Back in November, I finished my little niece Zoe’s Prime Factorization Blanket!

What is a Prime Factorization Blanket? Why, a blanket that shows the prime factorization of all the whole numbers up to 99, using a color for each prime number.

This is the same set-up as my niece Arianna’s Prime Factorization Blanket, as a matter of fact. But I used new colors for Zoe’s blanket, going with a lot of pink, because we already knew she was going to be a girl. (With Arianna, we found out she’d be a girl right when I got to the number 17, so in that blanket 17 is pink.)

The blankets don’t really need a pattern, but here are the specifications: I used Tahki Cotton Classic yarn, because it has so many shades available. Each square is a garter stitch square with 12 ridges and 12 stitches, which is easy to divide in 2, 3, 4, or 6 sections. For 5 sections, I did a plain row at the beginning and end. It’s done in entrelac, so you go across and knit the square for each number individually, then go back making the white squares, then do the next row of numbers, then a row of white. It’s much nicer than making the original sweater, because you can work on one number at a time, and don’t have to carry yarn across.

Here is Zoe’s Prime Factorization Blanket laid out flat (or sort of flat):

Here’s how it works. Starting in the bottom left corner (because graphs always have the origin in the bottom left), there’s a missing space for zero. Then 1 is pale pink, the background color:

2 was assigned the color pink.

3 was assigned the color red.

4 is our first composite number, 2 x 2. So I used two sections of pink. (If you look at the actual blanket, you can tell there are two sections, but it’s harder to tell in the picture.)

5 is prime, so it’s assigned a new color, yellow.

6 is composite, 2 x 3. So it gets a section of pink and a section of red.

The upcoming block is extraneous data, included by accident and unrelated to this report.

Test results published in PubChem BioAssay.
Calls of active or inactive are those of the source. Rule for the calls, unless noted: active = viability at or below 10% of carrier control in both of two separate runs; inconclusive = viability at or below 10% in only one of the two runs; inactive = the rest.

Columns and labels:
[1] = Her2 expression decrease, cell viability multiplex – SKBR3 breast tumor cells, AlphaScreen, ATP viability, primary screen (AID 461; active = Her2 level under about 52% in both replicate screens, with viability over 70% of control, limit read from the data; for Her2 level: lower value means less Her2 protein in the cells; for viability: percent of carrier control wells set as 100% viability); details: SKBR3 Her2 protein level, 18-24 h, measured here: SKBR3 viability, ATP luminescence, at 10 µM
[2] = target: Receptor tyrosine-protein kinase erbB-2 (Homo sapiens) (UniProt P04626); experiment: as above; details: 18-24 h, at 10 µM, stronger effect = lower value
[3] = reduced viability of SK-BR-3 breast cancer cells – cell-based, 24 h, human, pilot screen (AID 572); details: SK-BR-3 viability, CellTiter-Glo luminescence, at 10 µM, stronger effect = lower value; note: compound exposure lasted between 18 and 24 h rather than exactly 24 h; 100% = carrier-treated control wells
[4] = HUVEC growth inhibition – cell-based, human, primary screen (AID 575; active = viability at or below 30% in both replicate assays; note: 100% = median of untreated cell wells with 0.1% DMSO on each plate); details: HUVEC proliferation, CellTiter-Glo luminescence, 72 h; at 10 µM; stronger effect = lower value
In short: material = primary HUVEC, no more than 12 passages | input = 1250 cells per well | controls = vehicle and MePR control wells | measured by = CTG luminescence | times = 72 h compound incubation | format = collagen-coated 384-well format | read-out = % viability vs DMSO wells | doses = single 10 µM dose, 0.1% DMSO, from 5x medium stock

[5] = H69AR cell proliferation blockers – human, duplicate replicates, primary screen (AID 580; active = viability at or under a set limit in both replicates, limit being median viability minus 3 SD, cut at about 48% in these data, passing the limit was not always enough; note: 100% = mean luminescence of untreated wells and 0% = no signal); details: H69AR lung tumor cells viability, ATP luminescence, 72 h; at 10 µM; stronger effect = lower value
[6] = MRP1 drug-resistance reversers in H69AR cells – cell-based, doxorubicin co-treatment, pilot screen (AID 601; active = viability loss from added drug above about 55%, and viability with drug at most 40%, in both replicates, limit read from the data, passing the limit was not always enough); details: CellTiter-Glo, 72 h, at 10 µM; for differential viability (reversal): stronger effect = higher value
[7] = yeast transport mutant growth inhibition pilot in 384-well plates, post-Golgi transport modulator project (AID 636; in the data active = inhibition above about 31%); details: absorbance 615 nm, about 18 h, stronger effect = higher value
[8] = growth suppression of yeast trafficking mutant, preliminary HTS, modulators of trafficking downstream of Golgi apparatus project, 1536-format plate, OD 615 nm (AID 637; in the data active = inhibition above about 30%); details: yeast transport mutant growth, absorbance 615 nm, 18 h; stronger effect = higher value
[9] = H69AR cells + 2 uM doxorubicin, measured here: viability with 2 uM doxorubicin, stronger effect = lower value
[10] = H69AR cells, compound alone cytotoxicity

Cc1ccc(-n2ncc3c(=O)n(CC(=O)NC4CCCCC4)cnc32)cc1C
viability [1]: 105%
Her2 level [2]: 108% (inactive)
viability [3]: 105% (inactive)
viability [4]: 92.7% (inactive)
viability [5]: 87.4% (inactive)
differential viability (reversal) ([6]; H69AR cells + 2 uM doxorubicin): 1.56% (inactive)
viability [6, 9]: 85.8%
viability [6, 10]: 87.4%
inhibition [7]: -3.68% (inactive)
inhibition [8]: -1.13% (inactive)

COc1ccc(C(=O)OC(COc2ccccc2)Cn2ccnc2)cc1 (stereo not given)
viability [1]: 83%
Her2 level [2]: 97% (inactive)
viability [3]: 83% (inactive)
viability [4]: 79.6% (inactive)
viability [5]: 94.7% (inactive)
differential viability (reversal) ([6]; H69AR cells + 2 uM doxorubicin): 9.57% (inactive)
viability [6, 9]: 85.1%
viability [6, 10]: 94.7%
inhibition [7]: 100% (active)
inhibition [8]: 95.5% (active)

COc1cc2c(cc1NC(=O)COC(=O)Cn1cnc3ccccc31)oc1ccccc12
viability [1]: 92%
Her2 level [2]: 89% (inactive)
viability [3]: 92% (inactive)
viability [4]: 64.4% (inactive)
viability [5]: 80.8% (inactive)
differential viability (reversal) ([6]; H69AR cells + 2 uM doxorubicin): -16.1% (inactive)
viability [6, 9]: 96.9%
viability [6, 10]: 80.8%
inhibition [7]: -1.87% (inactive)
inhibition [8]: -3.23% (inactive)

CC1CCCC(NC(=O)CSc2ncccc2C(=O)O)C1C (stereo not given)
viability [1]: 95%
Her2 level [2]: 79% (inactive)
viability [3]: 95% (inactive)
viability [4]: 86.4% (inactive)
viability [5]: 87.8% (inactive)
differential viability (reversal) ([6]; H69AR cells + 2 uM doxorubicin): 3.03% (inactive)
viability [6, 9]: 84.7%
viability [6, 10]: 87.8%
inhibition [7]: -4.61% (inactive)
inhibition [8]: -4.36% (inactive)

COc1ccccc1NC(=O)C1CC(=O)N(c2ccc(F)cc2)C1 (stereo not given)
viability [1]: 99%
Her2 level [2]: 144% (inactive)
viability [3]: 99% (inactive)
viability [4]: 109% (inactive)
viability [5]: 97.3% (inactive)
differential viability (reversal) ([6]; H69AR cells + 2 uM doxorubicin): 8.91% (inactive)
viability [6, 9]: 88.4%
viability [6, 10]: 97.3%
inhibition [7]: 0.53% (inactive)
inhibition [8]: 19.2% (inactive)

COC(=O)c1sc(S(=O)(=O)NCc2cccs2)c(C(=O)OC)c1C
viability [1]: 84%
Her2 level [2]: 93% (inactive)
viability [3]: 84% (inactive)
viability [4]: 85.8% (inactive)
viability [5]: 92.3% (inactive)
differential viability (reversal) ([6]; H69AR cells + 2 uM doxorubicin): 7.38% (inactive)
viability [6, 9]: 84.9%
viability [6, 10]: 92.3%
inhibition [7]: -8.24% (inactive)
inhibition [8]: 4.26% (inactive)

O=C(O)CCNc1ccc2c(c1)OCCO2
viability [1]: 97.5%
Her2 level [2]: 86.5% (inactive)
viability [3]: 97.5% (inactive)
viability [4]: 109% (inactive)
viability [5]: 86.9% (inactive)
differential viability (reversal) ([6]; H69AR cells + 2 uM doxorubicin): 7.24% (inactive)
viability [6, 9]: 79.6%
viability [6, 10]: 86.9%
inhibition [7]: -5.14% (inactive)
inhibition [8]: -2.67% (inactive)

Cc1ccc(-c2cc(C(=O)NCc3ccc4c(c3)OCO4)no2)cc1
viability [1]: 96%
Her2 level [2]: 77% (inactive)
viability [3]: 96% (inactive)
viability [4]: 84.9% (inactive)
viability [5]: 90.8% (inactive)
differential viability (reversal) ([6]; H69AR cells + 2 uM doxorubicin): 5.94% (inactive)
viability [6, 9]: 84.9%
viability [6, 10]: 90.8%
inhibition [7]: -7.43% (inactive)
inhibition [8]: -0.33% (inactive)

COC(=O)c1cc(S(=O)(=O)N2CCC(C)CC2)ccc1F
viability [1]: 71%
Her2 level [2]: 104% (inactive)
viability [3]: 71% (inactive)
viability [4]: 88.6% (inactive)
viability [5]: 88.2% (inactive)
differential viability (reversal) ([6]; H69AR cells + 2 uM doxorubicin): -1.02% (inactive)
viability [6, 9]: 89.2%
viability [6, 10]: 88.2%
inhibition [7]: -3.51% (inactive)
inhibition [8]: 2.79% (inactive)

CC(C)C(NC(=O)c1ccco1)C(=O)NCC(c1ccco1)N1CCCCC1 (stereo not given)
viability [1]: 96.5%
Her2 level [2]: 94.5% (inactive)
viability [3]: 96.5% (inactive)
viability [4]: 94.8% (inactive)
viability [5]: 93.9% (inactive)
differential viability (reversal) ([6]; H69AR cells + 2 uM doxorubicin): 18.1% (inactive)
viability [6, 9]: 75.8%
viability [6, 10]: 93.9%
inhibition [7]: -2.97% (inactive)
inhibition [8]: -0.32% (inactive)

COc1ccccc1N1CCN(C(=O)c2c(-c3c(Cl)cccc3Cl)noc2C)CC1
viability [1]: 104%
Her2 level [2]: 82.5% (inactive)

7 is prime, so it gets a new color, purple.

8 is composite, 2 x 2 x 2. Three sections of pink.

9 = 3 x 3, so it gets two sections of red.

New row, so look back at the photo of the bottom right.

10 = 2 x 5, so it gets a section of pink and a section of yellow.

11 is prime, so it gets a new color, turquoise.

12 = 2 x 2 x 3, so two sections of pink and one section of red.

13 is prime, so it gets a new color, sea foam green.

Now the picture for the middle:

14 = 2 x 7, so pink and purple.

15 = 3 x 5, so red and yellow.

16 = 2 x 2 x 2 x 2, so four sections of pink.

Now the picture of the right side:

17 is prime, so it gets a new color, baby blue.

18 = 2 x 3 x 3, one section of pink, two sections of red.

19 is prime, so it gets a new color, olive green.

The next row starts at 20. The blanket goes all the way up to 99.

Here’s the top corner, so you can see some bigger numbers:

You can see the patterns nicely in the grid of the blankets. As an example of some simple patterns, the twos and fives line up in straight lines, but so do the elevens, in a diagonal line. There are lots more patterns which you can find the more you look at the blanket.

And Zoe likes it!

I’m gathering all my Mathematical Knitting links on my Sonderknitting page. (I hope to soon add coloring pages, too!) Check out the rest!